Odysseus did not warn his crew about Scylla because he was afraid they would all hide under the decks and not fight the monster. He needed them to be brave, so they could escape the narrow passage between Scylla and Charybdis.
Circe warned Odysseus about the dangers of the two paths available to him after passing the Sirens. The first way was through the wandering rocks where King Aeolus, king of the winds, reigned. He was a volatile god and Circe admitted to Odysseus that no one had ever made it through that passage. She then described the alternative path through Scylla and Charybdis, noting that some of Odysseus' men would die with this route, but that most would survive.
Odysseus knew the sacrifice necessary to pass Scylla but thought it seemed to be the safer option compared to the wandering rocks where the entire crew was likely to be killed. Homer described the shouts of Odysseus' dying comrades who called out their leader's name as they perished. This haunted Odysseus, but he was still convinced that he made the right choice.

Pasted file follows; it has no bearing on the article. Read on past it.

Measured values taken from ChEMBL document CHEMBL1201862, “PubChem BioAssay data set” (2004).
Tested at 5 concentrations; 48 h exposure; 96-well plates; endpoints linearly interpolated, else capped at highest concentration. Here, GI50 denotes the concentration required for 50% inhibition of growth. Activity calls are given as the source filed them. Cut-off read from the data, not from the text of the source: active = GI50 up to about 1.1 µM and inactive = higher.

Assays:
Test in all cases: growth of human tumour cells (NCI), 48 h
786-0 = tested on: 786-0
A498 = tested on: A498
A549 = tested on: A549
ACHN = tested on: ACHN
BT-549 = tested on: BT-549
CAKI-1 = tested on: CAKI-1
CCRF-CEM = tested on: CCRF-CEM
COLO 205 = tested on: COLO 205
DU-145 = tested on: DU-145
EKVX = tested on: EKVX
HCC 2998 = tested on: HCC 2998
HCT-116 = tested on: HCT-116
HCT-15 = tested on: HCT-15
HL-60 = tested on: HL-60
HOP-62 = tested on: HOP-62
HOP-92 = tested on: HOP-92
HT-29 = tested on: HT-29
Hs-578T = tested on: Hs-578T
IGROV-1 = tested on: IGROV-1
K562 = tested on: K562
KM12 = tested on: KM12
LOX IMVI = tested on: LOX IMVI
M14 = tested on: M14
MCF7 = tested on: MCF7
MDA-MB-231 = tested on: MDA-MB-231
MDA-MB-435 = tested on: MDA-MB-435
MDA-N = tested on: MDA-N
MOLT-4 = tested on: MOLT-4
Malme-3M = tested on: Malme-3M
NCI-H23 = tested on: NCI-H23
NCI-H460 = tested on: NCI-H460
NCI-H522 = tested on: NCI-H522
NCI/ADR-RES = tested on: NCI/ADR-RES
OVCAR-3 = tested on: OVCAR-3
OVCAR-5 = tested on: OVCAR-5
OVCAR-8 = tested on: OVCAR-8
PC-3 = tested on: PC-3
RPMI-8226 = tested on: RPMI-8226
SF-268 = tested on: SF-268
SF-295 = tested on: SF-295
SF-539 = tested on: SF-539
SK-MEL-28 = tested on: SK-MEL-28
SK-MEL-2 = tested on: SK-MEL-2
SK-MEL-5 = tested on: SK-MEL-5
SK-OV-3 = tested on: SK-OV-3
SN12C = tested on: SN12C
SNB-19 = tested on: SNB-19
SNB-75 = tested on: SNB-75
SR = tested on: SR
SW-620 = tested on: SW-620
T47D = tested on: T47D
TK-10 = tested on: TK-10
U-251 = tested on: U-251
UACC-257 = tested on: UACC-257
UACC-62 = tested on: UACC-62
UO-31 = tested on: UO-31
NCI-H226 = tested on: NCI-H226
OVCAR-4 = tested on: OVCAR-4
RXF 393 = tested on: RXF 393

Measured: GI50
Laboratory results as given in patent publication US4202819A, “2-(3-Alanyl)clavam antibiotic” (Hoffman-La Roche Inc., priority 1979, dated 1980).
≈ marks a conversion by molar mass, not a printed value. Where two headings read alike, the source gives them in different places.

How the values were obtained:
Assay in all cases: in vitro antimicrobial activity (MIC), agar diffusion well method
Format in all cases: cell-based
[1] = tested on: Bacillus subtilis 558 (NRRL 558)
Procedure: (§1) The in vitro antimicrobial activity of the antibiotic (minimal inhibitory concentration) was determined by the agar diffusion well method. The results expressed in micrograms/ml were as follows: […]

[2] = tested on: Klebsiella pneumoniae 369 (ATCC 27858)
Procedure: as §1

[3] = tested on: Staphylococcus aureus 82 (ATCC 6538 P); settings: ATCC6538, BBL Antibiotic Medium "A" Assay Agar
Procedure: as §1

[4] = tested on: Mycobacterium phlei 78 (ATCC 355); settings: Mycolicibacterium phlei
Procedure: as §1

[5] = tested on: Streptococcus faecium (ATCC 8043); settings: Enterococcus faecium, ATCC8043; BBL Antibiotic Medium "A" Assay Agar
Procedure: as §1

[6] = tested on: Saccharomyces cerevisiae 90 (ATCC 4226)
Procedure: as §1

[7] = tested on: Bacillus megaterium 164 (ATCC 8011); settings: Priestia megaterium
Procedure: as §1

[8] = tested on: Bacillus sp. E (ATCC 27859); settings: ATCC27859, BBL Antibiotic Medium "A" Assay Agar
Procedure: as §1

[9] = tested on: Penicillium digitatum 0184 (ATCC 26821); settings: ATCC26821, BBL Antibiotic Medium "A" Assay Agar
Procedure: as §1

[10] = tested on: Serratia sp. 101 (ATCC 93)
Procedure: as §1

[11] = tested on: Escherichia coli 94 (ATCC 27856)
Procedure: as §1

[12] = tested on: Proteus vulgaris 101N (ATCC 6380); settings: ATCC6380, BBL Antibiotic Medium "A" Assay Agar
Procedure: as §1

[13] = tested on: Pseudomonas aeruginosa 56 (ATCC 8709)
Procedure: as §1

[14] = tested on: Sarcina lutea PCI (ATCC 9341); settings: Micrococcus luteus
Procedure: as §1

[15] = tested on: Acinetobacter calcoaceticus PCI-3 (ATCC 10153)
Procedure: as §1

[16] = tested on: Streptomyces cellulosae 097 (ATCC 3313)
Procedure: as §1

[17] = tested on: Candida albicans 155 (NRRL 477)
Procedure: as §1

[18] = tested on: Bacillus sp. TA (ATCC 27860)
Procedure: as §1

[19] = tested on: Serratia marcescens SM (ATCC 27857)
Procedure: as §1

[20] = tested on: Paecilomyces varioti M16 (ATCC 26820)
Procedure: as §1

Odysseus put on his armor and fought Scylla, even though Circe explicitly warned him not to take part in the battle. This camaraderie with the sailors showed that Odysseus truly was thinking in the best interests of the group and, despite having to make a sacrifice of a few sailors to Scylla, he helped the remaining men as best he could.